I could not wait to finish this book so I could share with as many people as possible. Our society has over emphasized someone’s “natural” talents and has not given enough credit to “effort”. Most importantly consistently applied effort through struggle, something referred to as “grit”.
I strongly recommend this book for anyone. The principle of “grit” is a mindset that anyone can accept as soon as they accept its powerful effect.
This helped me see more clearly why I have always seen the best results in my life from something I have always referred to as “consistency”. This can be described as the principle of “just keep showing up”; no matter the task or what you were trying to accomplish. Any success I have had has been directly related to how committed to doing something consistently; it has never been because I was born with some specific skill.
Here are some highlights, my full book notes attached:
- Talent is no guarantee of grit.
- Society’s focus on “talent” distracts us from something that is at least as important, and that is EFFORT. Effort counts twice.
- Talent is how quickly your skills improve when you invest effort. Achievement is what happens when you take your acquired skills and use them.
- Will Smith: “The only thing that I see that is distinctly different about me is: I’m not afraid to die on a treadmill. I will not be outworked, period. You might have more talent than me, you might be smarter than me, you might be sexier than me. You might be all of those things. You got it on me in nine categories. But if we get on the treadmill together, there’s two things: You’re getting off first, or I’m going to die. It’s really that simple.”
- Even more than the effort a gritty person puts in on a single day, what matters is that they wake up the next day, and the next, ready to get on that treadmill and keep going.
- Grit is about working on something you care about so much that you’re willing to stay loyal to it.
- There’s no single gene for grit, or indeed any other psychological trait.
- Imperative that you identify your work as both personally interesting and, at the same time, integrally connected to the well-being of others.
- Without experimenting, you can’t figure out which interests will stick, and which won’t.
- So, parents, parents-to-be, and non-parents of all ages, I have a message for you: Before hard work comes play.
- If you’d like to follow your passion but haven’t yet fostered one, you must begin at the beginning: discovery.
- Unlike the answers to crossword puzzles, there isn’t just one thing you can do that might develop into a passion. There are many. You don’t have to find the “right” one, or even the “best” one—just a direction that feels good.
- Type of practice matters:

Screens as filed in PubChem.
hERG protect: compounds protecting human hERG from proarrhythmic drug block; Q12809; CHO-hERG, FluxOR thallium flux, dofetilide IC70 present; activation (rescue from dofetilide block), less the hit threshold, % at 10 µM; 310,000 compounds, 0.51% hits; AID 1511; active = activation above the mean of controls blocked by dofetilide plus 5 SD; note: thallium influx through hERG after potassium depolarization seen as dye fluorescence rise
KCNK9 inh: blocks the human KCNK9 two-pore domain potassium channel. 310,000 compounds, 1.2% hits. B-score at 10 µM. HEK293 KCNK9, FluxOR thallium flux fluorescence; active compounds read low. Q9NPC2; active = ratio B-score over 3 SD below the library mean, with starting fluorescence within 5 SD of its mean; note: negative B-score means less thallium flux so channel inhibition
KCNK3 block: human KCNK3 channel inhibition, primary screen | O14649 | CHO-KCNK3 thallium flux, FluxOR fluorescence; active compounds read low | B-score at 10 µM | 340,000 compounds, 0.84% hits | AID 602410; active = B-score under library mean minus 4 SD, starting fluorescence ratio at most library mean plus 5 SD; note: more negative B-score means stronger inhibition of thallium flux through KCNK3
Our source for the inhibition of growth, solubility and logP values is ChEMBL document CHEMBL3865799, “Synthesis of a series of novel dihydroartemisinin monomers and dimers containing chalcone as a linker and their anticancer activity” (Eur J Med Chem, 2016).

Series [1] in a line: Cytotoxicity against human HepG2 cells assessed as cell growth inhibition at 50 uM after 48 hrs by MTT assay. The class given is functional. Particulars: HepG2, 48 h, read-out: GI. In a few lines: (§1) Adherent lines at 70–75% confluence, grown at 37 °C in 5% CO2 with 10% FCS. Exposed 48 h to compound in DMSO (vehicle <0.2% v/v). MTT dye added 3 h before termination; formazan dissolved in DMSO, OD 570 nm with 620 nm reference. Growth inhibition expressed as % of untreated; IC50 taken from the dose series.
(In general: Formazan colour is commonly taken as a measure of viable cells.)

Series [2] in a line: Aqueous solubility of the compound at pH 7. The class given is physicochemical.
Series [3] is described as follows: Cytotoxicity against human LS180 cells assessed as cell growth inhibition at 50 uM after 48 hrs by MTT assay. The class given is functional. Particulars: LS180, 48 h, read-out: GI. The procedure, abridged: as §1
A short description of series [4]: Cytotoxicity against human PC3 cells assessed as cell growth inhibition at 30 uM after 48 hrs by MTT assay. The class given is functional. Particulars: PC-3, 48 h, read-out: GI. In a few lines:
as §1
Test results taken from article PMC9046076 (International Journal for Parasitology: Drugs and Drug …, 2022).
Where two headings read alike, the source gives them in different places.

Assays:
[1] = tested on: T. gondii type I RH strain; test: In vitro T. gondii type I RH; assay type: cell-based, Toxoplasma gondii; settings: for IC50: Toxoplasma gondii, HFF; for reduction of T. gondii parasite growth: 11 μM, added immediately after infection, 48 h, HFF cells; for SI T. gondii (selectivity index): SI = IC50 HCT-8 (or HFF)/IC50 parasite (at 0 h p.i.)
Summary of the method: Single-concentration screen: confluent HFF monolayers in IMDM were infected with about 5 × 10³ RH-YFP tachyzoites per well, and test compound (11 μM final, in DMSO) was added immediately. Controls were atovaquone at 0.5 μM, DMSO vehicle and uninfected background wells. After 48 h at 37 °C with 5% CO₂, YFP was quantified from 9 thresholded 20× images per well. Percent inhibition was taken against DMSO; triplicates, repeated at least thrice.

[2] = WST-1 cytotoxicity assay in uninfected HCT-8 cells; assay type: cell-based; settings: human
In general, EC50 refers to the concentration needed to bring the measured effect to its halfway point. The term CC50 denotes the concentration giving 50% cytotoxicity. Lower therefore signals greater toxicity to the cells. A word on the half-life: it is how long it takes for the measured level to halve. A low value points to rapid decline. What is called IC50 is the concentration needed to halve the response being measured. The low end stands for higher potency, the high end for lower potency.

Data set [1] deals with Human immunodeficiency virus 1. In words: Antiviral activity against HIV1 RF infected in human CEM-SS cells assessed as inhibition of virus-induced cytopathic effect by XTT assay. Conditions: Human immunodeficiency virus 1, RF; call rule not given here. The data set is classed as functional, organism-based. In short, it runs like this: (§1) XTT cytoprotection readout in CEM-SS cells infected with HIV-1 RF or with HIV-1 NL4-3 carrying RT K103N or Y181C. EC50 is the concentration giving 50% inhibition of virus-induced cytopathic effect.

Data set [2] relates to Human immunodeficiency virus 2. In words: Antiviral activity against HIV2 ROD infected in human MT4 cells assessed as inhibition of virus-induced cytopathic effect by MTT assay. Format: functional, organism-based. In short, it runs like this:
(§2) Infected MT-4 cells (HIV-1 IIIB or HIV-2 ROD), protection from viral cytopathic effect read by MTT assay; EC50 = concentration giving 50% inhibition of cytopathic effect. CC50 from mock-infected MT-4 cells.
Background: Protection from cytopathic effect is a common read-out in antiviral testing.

- (Spelling Bee study): Deliberate practice predicted advancing to further rounds in final competition far better than any other kind of preparation.
- Spellers rated deliberate practice as significantly more effortful, and significantly less enjoyable, than anything else they did to prepare for competition.
- Grittier kids reported working harder than other kids when doing deliberate practice but, at the same time, said they enjoyed it more than other kids, too.
- When you have a habit of practicing at the same time and in the same place every day, you hardly have to think about getting started. You just do.
- However they say it, the message is the same: the long days and evenings of toil, the setbacks and disappointments and struggle, the sacrifice—all this is worth it because, ultimately, their efforts pay dividends to other people.
- Grittier people are dramatically more motivated than others to seek a meaningful, other-centered life.
- “Imagine yourself fifteen years from now. What do you think will be most important to you then?”
- There’s an old Japanese saying: Fall seven, rise eight.
- How do grit paragons think about setbacks? Overwhelmingly, I’ve found that they explain events optimistically.
- “Children have never been very good at listening to their elders, but they have never failed to imitate them.”
- If you experience adversity—something pretty potent—that you overcome on your own during your youth, you develop a different way of dealing with adversity later on.
- When kids are playing sports or music or rehearsing for the school play, they’re both challenged and having fun. There’s no other experience in the lives of young people that reliably provides this combination of challenge and intrinsic motivation.
- But only for kids who participate in activities for two years rather than one.
- Following through on hard things teaches a young person powerful, transferable lessons.
- In our family, we live by the Hard Thing Rule.
- This brings me to the second part of the Hard Thing Rule: You can quit. But you can’t quit until the season is over, the tuition payment is up, or some other “natural” stopping point has arrived.
- In other words, you can’t quit on a day when your teacher yells at you, or you lose a race, or you have to miss a sleepover because of a recital the next morning. You can’t quit on a bad day.
- And, finally, the Hard Thing Rule states that you get to pick your hard thing.
- A fourth requirement will be added: each girl must commit to at least one activity, either something new or the piano and viola they’ve already started, for at least two years.
- “That there’s a hard way to get grit and an easy way. The hard way is to do it by yourself. The easy way is to use conformity—the basic human drive to fit in—because if you’re around a lot of people who are gritty, you’re going to act grittier.”
- “Success is never final; failure is never fatal. It’s courage that counts.”
- Supportive and demanding parenting is psychologically wise and encourages children to emulate their parents.